Also known as hyperthermia, heat stroke can be extremely dangerous for your dog.
The average body temperature of a dog is 38.5 degrees. If it’s above 39.5 then they risk heat stroke and anything beyond 40.5 degrees means they should be taken to the vet.
Heat stroke can occur really fast in dogs, must faster than humans for several reasons.
Firstly, because they have fur that naturally keeps them warm. Secondly, because they have very few sweat glands, the only ones they possess are actually under the pads on their feet. To sum up, dogs sweat very little and can’t regulate their body temperature through sweating, which is a very effective method to refresh the body.
It gets hot fast
To cool off in hot weather, dogs have no choice but to use the vasodilation of the blood vessels on the surface of their body and increase their respiratory rate. This explains why they start breathing with their tongue hanging out and panting fast during periods of intense heat.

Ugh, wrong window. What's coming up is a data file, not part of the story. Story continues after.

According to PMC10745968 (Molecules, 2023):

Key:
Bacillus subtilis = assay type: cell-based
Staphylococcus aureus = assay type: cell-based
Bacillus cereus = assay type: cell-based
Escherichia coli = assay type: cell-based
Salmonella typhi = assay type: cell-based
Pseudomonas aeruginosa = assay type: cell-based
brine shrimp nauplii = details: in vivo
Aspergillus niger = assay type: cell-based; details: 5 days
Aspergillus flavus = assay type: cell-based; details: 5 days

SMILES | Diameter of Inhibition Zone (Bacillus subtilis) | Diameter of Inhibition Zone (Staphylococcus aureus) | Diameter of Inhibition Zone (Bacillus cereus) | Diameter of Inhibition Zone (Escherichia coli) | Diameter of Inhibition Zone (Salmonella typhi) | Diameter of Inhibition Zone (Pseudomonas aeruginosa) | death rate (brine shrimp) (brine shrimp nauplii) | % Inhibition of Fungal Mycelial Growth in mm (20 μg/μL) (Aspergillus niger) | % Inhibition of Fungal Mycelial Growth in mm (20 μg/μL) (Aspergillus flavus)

But as a result, their heart has to work a lot and it beats much faster. So to avoid heat stroke, here are a few simple steps you should follow.
The most important thing is obviously to never leave your dog in the care, even for a few minutes, and even if you’ve left the window down. When driving, you need to turn on the air conditioning and open the windows, whilst regularly offering them water.
You should also avoid too much physical activity and going for walks at the hottest time of the day. Finally, wet your dog’s belly and legs frequently and carry a water bottle with you constantly for your pet!